For US: Happy Hours, Oil Changes and “Furry Fridays”—The Latest Trends in Employee Perks

Wages are on the rise and so are opportunities for workers to score a free lunch, win a vacation, enjoy a flexible schedule or bring their dog to work. In the modern workplace where employers are fighting fiercely to recruit new employees and keep the ones they have, employee perks are becoming more important and more creative.

Express recently polled job seekers to find out what perks-other than pay raises and traditional benefits-matter to them and would make them want to stay at their jobs. More than half said remote work opportunities (61%) and flextime (58%). Other popular responses include student loan repayment or tuition assistance (40%), a relaxed dress code (38%), gym membership (37%) and vendor discounts (24%). Full results are below. Respondents were able to select multiple answers.

Express also polled business leaders about what perks they offer. Fifty-one (51%) said a relaxed dress code. Less than one-third (32%) said flextime and less than a quarter (24%) said remote work opportunities. Twenty-four percent (24%) said student loan repayment or tuition assistance, 20% said vendor discounts and 16% said gym memberships. Full results are below.

When it comes to job perks employers offer, Express Employment Professionals franchise owners have seen it all:

  • Happy hours
  • Free breakfasts
  • Catered lunches
  • Cruise vacation raffles
  • Point systems to win prizes
  • Monthly cookouts
  • Concierge services
  • Oil changes
  • Dry cleaning
  • Free or discounted child care
  • Counseling hotlines
  • Pet services
  • “Furry Fridays” or Bring Your Dog to Work Days


Jan Riggins, general manager of two Forth Worth, Texas, Express franchise locations, explains how perks relate to company culture.

“Companies offering these perks generally have a good culture and a pulse on the needs of the employees,” she said. I don’t think these cause the good culture, but rather are indicative of a good culture.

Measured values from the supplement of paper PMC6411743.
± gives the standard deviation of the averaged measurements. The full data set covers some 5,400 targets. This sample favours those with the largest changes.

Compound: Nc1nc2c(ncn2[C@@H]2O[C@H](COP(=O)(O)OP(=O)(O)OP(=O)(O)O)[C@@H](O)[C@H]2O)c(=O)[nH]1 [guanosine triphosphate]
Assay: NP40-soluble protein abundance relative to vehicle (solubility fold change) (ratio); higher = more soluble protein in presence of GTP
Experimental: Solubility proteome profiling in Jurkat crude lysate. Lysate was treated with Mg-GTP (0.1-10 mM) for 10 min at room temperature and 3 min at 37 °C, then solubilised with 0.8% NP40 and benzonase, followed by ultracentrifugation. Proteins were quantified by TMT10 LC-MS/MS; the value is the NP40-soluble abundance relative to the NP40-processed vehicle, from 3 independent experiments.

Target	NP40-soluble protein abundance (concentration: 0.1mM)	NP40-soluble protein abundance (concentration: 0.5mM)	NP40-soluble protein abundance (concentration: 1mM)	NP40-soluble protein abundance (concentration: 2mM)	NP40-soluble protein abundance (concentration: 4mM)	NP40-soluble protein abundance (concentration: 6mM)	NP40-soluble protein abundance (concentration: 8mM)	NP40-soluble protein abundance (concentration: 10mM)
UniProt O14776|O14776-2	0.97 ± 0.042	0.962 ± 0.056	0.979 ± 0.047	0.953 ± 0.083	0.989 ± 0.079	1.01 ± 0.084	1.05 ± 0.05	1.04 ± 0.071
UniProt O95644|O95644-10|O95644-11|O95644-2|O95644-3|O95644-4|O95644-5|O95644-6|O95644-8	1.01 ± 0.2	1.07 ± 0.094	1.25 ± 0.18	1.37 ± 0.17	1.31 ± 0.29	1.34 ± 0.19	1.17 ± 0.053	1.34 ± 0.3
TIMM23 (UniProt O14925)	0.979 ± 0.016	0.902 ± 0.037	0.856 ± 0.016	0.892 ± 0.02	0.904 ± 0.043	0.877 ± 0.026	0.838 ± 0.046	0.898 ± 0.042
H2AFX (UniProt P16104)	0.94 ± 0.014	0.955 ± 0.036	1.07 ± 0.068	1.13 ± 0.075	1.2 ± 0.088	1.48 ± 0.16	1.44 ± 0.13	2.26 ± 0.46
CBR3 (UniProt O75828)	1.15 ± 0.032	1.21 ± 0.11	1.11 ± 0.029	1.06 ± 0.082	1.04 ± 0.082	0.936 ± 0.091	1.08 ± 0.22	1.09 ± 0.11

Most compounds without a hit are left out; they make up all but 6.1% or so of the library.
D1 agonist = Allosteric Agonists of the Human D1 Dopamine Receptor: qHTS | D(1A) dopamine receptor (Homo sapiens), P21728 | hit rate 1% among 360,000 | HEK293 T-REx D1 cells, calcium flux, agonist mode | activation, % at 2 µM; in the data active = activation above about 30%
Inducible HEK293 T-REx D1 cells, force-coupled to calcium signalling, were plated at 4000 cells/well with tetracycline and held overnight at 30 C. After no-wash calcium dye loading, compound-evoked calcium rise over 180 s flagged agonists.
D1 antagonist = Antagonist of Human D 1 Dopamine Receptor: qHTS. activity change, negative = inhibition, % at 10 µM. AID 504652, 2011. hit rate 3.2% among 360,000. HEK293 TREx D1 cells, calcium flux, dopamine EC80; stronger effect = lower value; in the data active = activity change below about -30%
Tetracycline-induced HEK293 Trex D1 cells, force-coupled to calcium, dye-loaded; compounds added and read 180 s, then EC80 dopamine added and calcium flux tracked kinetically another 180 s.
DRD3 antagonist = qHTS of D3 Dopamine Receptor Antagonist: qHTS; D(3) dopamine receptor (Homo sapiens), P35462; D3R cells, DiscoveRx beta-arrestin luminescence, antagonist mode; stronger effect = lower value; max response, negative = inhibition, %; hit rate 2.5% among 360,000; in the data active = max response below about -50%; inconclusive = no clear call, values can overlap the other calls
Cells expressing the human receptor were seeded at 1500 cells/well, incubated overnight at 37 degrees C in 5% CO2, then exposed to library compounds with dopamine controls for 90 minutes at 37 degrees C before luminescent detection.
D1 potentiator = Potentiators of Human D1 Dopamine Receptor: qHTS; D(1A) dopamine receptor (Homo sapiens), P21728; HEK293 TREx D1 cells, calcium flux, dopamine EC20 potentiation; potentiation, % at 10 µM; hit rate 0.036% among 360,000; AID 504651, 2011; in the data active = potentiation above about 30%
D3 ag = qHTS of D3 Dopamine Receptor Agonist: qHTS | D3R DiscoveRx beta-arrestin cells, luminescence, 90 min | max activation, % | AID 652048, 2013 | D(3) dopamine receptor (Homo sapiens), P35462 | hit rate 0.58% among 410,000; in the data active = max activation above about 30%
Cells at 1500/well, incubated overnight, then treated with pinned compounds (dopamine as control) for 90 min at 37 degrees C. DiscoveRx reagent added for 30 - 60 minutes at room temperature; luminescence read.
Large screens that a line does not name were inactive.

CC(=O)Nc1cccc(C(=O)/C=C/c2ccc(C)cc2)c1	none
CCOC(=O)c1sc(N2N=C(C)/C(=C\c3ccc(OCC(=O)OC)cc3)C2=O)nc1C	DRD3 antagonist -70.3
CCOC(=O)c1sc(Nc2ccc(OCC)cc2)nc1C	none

“Competition is pretty fierce for top talent,” she added. “And anything like this helps make the job offer more attractive to our job seekers.”

Tracy Underwood, an Express Oklahoma regional director, explains that “concierge services” are on the rise.

“Instead of a food delivery service, there is a company that fills up your car with gas,” she said. “Companies pay for it as a perk.”

Mike Brady, the franchise owner of the Jacksonville West Express office in Florida, says that perks can also be performance based.

“When the owner or upper management walk the floor, they give out gift cards when they catch an employee doing the ‘right’ thing, mostly safety related,” he said. “Employees can go to work anywhere. A good culture helps retain and attract good candidates. It’s not always about the money.”

Janis Petrini, the Express franchise owner in Grand Rapids, Michigan, says, “We see everything from pet services to identity theft protection to daycare reimbursement. Nothing really surprises me because companies are delivering what they think is best for their culture.”

Petrini says she only expects the perks trend to accelerate because the persistent talent shortage is forcing companies to compete for employees.

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“Smart employers recognize that perks are essential. They reflect a good culture and can be the difference between high turnover and loyal employees,” said Bill Stoller, CEO of Express. “Now’s the time to listen to employees and to get creative. It takes effort-but usually less effort than hiring a new team.”

The survey of 289 business leaders and decision makers was conducted in August 2019 through the Express Refresh Leadership blog. The survey of 254 job seekers was conducted in August 2019 through the Express Job Journey blog.

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